How He Sees Her: Stories that Look at the Male Gaze in Urdu Literature

Intrigued by how Indian writers in Urdu view women and write about them, literary historian Rakhshanda Jalil has put together an anthology 'Preeto' with short stories that focus on their portrayal of women in their writing.

Book review: Preeto & Other Stories: The Male Gaze in Urdu

Edited and introduced by: Rakhshanda Jalil

Publisher: Thornbird / Niyogi Books

Price: Rs 399


Put together by literary historian and a proponent of non-English Indian literature Rakhshanda Jalil, this collection of short stories, translated from Urdu, showcases varied ways that Indian writers in Urdu ‘see’ women. As Rakhshanda explains in the introduction, “Be it muse or mother, vamp or victim, fulsome or flawed, there has been a tendency among male writers to view a woman through a binary of ‘this’ or ‘that’ and to present women as black-and-white characters, often either impossibly white or improbably black.”

Intrigued by how men view women and write about them, she has selected Indian writers in Urdu and stories that focus on their portrayal of women in their writing. The result is a fascinating tour through India and the Indian man’s mind.

Rakhshanda Jalil
Rakhshanda Jalil (photo credit: Facebook)

In the title story Preeto, written by Krishan Chander, decades of marriage conceal inside them a dark secret that both partners keep to themselves, erupting eventually in a crime of passion.

In Driftwood by Deepak Budki, a father’s incestuous relationship with his daughter leads to an expected if unfortunate outcome. The entire piece A Bit Odd by Zamiruddin Ahmad is written as a dialogue between friends, laying bare the moving story of a family and the society they live in.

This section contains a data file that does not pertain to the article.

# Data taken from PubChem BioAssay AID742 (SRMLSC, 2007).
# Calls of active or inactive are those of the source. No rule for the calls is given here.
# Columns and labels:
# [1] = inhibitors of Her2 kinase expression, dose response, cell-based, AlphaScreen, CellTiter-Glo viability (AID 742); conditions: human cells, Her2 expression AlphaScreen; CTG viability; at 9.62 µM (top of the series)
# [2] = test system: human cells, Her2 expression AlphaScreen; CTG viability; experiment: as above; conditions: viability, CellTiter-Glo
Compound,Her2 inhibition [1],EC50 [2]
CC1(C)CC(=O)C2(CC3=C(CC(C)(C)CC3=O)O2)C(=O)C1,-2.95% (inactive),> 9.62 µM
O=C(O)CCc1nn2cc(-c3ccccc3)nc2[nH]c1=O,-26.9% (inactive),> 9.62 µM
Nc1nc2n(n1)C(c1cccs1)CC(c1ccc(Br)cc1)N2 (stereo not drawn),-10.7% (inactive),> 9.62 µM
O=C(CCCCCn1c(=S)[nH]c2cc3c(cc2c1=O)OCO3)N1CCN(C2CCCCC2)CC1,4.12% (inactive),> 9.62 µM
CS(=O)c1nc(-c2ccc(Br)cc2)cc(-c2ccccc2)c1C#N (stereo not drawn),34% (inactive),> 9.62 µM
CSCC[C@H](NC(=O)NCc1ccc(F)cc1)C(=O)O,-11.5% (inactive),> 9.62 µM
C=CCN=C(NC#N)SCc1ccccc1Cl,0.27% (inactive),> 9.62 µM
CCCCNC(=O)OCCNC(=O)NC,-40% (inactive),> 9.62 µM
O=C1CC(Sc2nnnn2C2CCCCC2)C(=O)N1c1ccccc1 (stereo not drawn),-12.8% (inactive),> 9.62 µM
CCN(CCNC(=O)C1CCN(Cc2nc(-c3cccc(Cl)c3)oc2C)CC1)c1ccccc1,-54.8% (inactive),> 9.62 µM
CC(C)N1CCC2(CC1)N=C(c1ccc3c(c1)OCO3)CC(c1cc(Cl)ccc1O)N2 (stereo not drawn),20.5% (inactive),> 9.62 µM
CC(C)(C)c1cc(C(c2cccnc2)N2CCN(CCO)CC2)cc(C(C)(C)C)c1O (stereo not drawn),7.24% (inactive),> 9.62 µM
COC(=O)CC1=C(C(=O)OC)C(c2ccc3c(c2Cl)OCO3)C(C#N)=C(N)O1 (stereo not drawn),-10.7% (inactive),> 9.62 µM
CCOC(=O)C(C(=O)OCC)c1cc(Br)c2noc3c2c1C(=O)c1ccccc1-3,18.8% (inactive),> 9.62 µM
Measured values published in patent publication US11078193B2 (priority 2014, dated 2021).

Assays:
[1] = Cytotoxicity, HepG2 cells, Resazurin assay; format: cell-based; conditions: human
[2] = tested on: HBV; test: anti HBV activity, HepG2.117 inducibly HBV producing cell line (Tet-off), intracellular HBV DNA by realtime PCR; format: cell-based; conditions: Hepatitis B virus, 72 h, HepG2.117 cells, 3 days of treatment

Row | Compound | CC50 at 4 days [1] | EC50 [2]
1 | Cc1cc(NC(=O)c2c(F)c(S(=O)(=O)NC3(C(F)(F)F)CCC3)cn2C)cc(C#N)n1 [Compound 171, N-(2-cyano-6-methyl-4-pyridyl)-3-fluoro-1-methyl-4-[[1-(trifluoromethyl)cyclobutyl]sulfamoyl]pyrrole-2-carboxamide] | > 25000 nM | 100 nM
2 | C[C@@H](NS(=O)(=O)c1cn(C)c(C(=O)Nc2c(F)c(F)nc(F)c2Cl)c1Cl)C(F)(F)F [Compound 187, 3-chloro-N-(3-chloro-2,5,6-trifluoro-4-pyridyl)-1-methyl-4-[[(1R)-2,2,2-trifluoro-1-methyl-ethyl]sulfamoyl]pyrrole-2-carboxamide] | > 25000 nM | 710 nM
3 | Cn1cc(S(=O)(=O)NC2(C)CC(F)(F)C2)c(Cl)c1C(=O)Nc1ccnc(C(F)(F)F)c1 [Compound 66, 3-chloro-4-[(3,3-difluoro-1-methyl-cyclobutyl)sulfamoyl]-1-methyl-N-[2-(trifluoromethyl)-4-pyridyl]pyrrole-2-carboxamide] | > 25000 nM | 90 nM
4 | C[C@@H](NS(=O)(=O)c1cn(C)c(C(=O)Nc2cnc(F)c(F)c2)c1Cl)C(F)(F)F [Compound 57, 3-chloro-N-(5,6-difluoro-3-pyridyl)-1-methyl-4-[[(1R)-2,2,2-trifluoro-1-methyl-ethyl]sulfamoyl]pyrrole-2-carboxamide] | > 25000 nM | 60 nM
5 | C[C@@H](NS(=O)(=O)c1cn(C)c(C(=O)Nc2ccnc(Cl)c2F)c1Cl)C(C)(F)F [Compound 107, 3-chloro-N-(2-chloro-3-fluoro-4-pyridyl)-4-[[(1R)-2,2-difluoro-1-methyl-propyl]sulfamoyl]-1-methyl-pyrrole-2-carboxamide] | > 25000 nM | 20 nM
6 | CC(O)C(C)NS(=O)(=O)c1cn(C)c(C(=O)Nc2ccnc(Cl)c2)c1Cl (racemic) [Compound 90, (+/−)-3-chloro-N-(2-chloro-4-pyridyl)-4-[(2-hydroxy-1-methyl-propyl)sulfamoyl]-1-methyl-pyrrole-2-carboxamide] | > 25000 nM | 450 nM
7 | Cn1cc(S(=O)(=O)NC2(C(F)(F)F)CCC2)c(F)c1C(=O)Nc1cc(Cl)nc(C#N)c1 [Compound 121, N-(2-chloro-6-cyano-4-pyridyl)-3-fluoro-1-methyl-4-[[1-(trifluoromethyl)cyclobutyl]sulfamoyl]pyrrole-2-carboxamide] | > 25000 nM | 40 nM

Even though some scenarios are highly unlikely, such as Ash in the Fire by Abdus Samad, where a female nurse falls in love with her male paralytic patient, it does not diminish their impact and emotion.

In fact, there is no point in burdening fiction with an expectation of realism. The purpose of this collection may have been to present a kind of ‘reverse’ gaze – the object of a subjective ‘male gaze’ looking back with objective scrutiny – but even if one isn’t aware of the curator’s aim, the stories are as touching, provocative and engrossing as all good literature should be.

With an analytical perspective, they are enlightening. Without it, they are still worth the read.

First published in eShe’s March 2019 issue

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